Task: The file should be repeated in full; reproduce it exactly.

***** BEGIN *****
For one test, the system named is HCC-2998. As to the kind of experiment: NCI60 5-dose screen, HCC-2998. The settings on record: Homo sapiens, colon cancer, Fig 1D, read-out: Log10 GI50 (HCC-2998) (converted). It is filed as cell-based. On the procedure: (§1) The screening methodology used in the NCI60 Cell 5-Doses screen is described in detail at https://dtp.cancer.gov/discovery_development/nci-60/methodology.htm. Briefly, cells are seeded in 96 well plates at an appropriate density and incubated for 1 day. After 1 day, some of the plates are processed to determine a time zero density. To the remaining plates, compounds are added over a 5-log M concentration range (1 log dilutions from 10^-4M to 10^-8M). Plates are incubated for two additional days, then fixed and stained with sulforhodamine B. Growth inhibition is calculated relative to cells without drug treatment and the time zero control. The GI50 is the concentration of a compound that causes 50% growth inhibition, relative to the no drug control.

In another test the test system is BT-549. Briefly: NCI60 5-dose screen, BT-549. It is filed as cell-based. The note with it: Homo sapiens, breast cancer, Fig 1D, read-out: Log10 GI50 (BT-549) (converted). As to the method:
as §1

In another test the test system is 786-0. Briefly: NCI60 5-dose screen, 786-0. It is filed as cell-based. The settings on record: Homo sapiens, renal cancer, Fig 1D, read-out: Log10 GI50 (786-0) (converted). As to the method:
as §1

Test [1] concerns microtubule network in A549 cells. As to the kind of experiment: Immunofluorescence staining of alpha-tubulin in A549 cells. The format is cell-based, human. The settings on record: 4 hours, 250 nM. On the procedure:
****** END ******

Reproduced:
For one test, the system named is HCC-2998. As to the kind of experiment: NCI60 5-dose screen, HCC-2998. The settings on record: Homo sapiens, colon cancer, Fig 1D, read-out: Log10 GI50 (HCC-2998) (converted). It is filed as cell-based. On the procedure: (§1) The screening methodology used in the NCI60 Cell 5-Doses screen is described in detail at https://dtp.cancer.gov/discovery_development/nci-60/methodology.htm. Briefly, cells are seeded in 96 well plates at an appropriate density and incubated for 1 day. After 1 day, some of the plates are processed to determine a time zero density. To the remaining plates, compounds are added over a 5-log M concentration range (1 log dilutions from 10^-4M to 10^-8M). Plates are incubated for two additional days, then fixed and stained with sulforhodamine B. Growth inhibition is calculated relative to cells without drug treatment and the time zero control. The GI50 is the concentration of a compound that causes 50% growth inhibition, relative to the no drug control.

In another test the test system is BT-549. Briefly: NCI60 5-dose screen, BT-549. It is filed as cell-based. The note with it: Homo sapiens, breast cancer, Fig 1D, read-out: Log10 GI50 (BT-549) (converted). As to the method:
as §1

In another test the test system is 786-0. Briefly: NCI60 5-dose screen, 786-0. It is filed as cell-based. The settings on record: Homo sapiens, renal cancer, Fig 1D, read-out: Log10 GI50 (786-0) (converted). As to the method:
as §1

Test [1] concerns microtubule network in A549 cells. As to the kind of experiment: Immunofluorescence staining of alpha-tubulin in A549 cells. The format is cell-based, human. The settings on record: 4 hours, 250 nM. On the procedure: